Some notes about the arguments in the book:
- Practices are not based on rules or agreements.
- Habitus is a system, which produces and organize practices and representations.
- Habitus is produced in interaction with environment.
- Habitus and institutions are two means to objectify history.
- Two habitus could theoretically be identical if two individual would have same body, same experiences, in the same order.
- People in same area interacting within a group of people are encountering same practices are likely to have much common in the habitus.
- “The relation to the body is fundamental dimension of the habitus that is inseparable from a relation to language and to time. It cannot be reduced to a ‘body image’ or even ‘body concept’ […], a subjective representation largely based on the representation of one’s own body produced and returned by others” (p. 72).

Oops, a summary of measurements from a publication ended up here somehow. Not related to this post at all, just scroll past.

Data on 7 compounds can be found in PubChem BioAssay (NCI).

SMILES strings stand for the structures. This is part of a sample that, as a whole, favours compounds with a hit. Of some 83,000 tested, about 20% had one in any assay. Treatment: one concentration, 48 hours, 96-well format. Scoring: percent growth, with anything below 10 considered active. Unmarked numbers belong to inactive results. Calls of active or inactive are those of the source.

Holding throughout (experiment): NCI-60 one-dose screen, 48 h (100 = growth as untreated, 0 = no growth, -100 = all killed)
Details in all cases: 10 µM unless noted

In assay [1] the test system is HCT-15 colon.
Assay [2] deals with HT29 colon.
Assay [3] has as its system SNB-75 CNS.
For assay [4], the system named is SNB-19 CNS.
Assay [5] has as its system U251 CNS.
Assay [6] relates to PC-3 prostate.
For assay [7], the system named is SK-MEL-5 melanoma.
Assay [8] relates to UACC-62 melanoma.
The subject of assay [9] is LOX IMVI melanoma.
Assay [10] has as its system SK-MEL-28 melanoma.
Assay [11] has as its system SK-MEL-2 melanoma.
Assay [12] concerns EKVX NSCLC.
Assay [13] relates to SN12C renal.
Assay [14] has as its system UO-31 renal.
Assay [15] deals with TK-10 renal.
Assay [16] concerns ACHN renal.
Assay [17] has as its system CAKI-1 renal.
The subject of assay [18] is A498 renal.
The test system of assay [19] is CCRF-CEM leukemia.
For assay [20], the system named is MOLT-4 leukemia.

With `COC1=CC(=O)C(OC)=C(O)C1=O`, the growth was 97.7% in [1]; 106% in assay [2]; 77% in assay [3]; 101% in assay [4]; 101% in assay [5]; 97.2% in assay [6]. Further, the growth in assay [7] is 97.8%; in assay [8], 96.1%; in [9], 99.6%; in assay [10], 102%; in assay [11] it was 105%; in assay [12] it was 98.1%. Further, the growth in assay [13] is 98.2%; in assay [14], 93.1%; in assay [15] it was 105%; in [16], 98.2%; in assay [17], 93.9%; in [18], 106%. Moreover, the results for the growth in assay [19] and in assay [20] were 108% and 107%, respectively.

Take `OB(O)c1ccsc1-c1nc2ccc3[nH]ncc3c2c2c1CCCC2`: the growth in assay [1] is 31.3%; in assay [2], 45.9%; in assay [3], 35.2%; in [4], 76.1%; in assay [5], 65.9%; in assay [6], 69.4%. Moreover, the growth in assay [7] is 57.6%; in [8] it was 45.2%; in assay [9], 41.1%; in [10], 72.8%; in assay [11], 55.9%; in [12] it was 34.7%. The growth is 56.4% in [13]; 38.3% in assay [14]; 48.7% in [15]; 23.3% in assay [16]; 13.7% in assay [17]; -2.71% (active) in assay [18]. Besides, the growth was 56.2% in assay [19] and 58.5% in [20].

- Habitus and a situation have interdependencies: habitus will produce acts only in relation to a situation. Extreme situation can reveal potentials that that one wasn’t aware of
- This interdependencies is exploited, for example in film “when they bring together habitus (chosen, intuitively, as a principle generating a particular style of words, gestures, etc.) and an artificial situation designed to trigger it off, thus creating the conditions for the production of practices (which may be completely improvised) complying with their expectations” (p. 295).
- Role-playing and playing, in general, are practices.
- Certain (role-playing) game is based on rules and agreements.
Bourdieu, Pierre (1990). The Logic of Practice. Stanford: Stanford University Press. Translated by Richard Nice.